Let's Not Go Back!

We have a family member who is the proprietor of a highly specialized and successful business in a major East Coast city. During a recent conversation. he surprised me by remarking, "I don't want to go back to the normal we were in before (the COVID-19 Pandemic)! Let's rebuild something better!" Although admitting that "we shut down our business and let everyone go in the hope of re-hiring whenever we get the green light," he was strongly advocating for change as things slowly begin to reopen in his city.
Image compliments of lifehack.org

Change is inevitable and becoming our new reality. I've heard many comments in the past weeks that we will not be returning to the "old normal" without substantial medical intervention like a vaccine or antibody therapies. So, what will things look like in the future? What should they look like?

We can only speculate that things will be different as we move forward. There are the familiar protocols of masks and social distancing and perhaps, temperature checks. These will surely be practices we'll see for some time. That's why many of us are slow to embrace these changes in our lifestyle. We liked the way things were before all of this!

We're still a little too close to all of this to significantly and comprehensively evaluate and say what lasting lessons are to be learned. Yet, there are some emerging applications for life that will require us to take some personal inventory. For example, we need to ask what will my life look like or what needs to change in our lives as a result of this Pandemic? Now, I could inject some slight humor here and say that many will need a good haircut by a professional! I have seen some gnarly hairdos on the heads of television personalities these past weeks of lockdown! 👦

Though we may self-describe as being slow to embrace change, I think we are doing better than we give ourselves credit. We have proven that we can cope, adjust, anticipate while we wait for things to evolve. Even though we like eating out and it is good for our hospitality economy, we have proven to ourselves that we can shelter in place and cook our own meals. And some of them have been very good!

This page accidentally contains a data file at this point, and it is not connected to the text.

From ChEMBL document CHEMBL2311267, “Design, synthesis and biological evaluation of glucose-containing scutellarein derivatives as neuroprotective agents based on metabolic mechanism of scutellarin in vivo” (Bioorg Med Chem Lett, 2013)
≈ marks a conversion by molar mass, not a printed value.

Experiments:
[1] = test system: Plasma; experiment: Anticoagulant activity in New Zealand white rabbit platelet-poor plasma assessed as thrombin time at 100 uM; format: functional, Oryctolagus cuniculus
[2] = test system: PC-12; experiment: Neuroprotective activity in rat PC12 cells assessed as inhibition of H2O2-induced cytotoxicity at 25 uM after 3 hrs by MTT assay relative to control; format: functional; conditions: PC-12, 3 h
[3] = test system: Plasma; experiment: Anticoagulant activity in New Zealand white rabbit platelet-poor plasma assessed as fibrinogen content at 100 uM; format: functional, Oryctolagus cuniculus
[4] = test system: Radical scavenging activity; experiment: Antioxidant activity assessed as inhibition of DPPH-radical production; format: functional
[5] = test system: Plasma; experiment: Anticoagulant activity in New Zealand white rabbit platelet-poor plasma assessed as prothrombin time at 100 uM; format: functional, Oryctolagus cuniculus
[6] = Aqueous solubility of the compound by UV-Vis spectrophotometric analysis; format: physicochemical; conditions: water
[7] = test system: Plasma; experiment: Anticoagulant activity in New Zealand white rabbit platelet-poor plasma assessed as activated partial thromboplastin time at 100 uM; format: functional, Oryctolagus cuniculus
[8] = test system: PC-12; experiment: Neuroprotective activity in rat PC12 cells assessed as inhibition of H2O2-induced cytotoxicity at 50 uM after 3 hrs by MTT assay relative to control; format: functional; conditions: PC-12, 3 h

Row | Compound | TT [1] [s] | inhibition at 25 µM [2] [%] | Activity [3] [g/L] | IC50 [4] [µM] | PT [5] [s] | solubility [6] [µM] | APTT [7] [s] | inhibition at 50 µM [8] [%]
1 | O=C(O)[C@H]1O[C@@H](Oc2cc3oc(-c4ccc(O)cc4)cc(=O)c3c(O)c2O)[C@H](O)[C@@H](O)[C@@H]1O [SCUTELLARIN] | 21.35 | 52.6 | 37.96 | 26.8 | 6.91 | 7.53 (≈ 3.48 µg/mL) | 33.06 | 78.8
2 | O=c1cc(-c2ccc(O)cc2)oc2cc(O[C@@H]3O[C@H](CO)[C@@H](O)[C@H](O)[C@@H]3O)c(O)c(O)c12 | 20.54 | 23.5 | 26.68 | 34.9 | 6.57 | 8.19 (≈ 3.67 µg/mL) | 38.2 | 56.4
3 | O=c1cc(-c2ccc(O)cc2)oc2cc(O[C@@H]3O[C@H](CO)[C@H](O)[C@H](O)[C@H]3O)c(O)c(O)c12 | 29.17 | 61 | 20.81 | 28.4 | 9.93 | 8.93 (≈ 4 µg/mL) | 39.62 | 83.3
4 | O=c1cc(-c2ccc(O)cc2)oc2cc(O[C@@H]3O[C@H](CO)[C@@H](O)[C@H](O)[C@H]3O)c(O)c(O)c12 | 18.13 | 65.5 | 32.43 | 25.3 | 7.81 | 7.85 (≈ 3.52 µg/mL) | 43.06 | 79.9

Yes, I like a good hug from our grandchildren and engaging in hardy handshakes with friends, but we have proven that we can keep up with family and friends without hugs, handshakes, fist-bumps and other usual expressions of social and physical contact. We have also proven that we can virtually worship, participate in Bible studies and prayer meetings. We can work and school from home. We can give to feed the poor and needy, show appreciation for essential workers, and serve our nearest neighbors while restricted to our homes.

Sure, there have been sacrifices. Everything hasn't been satisfying, yet we have demonstrated that we can be patient, persevering, connecting, compassionate, creative, innovative, appreciative, thankful, resourceful and responsible. If the definition of change is making or becoming different. Many of us have already seen some considerable transformation and growing maturity in our attitudes and desires that are realigning our priorities as a result of this weeks-long shutdown. I think our family member may be on to something... "Let's rebuild something better!"

We, as people of faith, should be quite familiar with change. The Holy Spirit impacts our lives each day. He is changing us to reflect God's glory (2 Cor. 3:18). John says, "We have passed from death to life" (Jn. 5:24). Paul reminds, "All things have become new" (2 Cor. 5:17). At our baptism it was affirmed that we have been "raised to newness of life in Christ Jesus!" The matters of change should be "old hat" to us!  We should be expecting it as we walk with Christ! Something is wrong if we are not undergoing change!

Management specialists say that change can be strategic, developmental and directional.  As you personally reflect on all that has happened to you and your loved ones in these last couple of months, be sure to prayerfully ask, "Lord, what do you want to change in me?" Then, follow His transformational leading in your life and with His help, let's determine to "rebuild something better!"

Mike Keppler, retired pastor,
active churchman and
doting grandparent.
Contact: drmjkeppler@gmail.com


  1. We need to keep our focas on God, a He has a plan for us all. He loves us and will take Care of us if we trust in Him. Nothing stays the same except God.

    1. Well said! Our God is the only constant... "the same yesterday, today and forever!"


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